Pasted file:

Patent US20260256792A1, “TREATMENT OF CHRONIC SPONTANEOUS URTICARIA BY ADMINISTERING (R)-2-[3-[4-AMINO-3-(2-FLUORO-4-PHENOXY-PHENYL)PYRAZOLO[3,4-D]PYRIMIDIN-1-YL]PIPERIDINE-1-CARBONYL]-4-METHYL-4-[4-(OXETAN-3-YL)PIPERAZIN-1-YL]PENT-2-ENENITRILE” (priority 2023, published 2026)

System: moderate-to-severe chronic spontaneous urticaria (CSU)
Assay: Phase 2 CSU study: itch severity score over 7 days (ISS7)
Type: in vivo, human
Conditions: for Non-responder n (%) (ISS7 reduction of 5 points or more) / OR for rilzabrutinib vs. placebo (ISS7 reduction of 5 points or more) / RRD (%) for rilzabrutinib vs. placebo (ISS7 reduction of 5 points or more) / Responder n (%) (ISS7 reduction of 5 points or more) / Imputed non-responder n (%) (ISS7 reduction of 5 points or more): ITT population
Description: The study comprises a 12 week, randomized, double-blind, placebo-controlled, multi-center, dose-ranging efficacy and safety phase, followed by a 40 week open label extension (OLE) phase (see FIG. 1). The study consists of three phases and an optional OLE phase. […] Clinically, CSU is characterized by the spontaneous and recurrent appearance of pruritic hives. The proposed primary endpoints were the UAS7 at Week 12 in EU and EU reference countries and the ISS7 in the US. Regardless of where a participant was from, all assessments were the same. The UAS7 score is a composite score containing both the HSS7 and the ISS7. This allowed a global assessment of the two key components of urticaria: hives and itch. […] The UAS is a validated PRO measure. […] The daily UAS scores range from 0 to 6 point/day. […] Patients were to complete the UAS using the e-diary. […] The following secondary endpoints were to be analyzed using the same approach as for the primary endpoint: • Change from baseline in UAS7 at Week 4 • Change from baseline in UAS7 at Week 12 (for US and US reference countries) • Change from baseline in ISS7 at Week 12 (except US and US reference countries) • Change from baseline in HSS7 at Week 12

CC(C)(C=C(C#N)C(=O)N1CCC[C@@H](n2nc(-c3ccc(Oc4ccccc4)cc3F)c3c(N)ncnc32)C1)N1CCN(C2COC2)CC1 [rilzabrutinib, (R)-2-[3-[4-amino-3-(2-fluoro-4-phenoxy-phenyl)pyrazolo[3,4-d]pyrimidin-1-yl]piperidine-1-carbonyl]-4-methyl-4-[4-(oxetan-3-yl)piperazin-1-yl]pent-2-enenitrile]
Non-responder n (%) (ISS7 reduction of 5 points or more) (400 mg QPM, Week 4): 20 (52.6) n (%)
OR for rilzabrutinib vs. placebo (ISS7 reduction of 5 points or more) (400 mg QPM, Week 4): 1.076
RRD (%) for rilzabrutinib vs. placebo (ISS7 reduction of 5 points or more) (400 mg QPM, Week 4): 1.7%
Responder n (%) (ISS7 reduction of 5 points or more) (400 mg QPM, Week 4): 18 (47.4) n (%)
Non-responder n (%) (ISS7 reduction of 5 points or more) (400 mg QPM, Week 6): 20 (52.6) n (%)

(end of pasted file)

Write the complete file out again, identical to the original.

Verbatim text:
Patent US20260256792A1, “TREATMENT OF CHRONIC SPONTANEOUS URTICARIA BY ADMINISTERING (R)-2-[3-[4-AMINO-3-(2-FLUORO-4-PHENOXY-PHENYL)PYRAZOLO[3,4-D]PYRIMIDIN-1-YL]PIPERIDINE-1-CARBONYL]-4-METHYL-4-[4-(OXETAN-3-YL)PIPERAZIN-1-YL]PENT-2-ENENITRILE” (priority 2023, published 2026)

System: moderate-to-severe chronic spontaneous urticaria (CSU)
Assay: Phase 2 CSU study: itch severity score over 7 days (ISS7)
Type: in vivo, human
Conditions: for Non-responder n (%) (ISS7 reduction of 5 points or more) / OR for rilzabrutinib vs. placebo (ISS7 reduction of 5 points or more) / RRD (%) for rilzabrutinib vs. placebo (ISS7 reduction of 5 points or more) / Responder n (%) (ISS7 reduction of 5 points or more) / Imputed non-responder n (%) (ISS7 reduction of 5 points or more): ITT population
Description: The study comprises a 12 week, randomized, double-blind, placebo-controlled, multi-center, dose-ranging efficacy and safety phase, followed by a 40 week open label extension (OLE) phase (see FIG. 1). The study consists of three phases and an optional OLE phase. […] Clinically, CSU is characterized by the spontaneous and recurrent appearance of pruritic hives. The proposed primary endpoints were the UAS7 at Week 12 in EU and EU reference countries and the ISS7 in the US. Regardless of where a participant was from, all assessments were the same. The UAS7 score is a composite score containing both the HSS7 and the ISS7. This allowed a global assessment of the two key components of urticaria: hives and itch. […] The UAS is a validated PRO measure. […] The daily UAS scores range from 0 to 6 point/day. […] Patients were to complete the UAS using the e-diary. […] The following secondary endpoints were to be analyzed using the same approach as for the primary endpoint: • Change from baseline in UAS7 at Week 4 • Change from baseline in UAS7 at Week 12 (for US and US reference countries) • Change from baseline in ISS7 at Week 12 (except US and US reference countries) • Change from baseline in HSS7 at Week 12

CC(C)(C=C(C#N)C(=O)N1CCC[C@@H](n2nc(-c3ccc(Oc4ccccc4)cc3F)c3c(N)ncnc32)C1)N1CCN(C2COC2)CC1 [rilzabrutinib, (R)-2-[3-[4-amino-3-(2-fluoro-4-phenoxy-phenyl)pyrazolo[3,4-d]pyrimidin-1-yl]piperidine-1-carbonyl]-4-methyl-4-[4-(oxetan-3-yl)piperazin-1-yl]pent-2-enenitrile]
Non-responder n (%) (ISS7 reduction of 5 points or more) (400 mg QPM, Week 4): 20 (52.6) n (%)
OR for rilzabrutinib vs. placebo (ISS7 reduction of 5 points or more) (400 mg QPM, Week 4): 1.076
RRD (%) for rilzabrutinib vs. placebo (ISS7 reduction of 5 points or more) (400 mg QPM, Week 4): 1.7%
Responder n (%) (ISS7 reduction of 5 points or more) (400 mg QPM, Week 4): 18 (47.4) n (%)
Non-responder n (%) (ISS7 reduction of 5 points or more) (400 mg QPM, Week 6): 20 (52.6) n (%)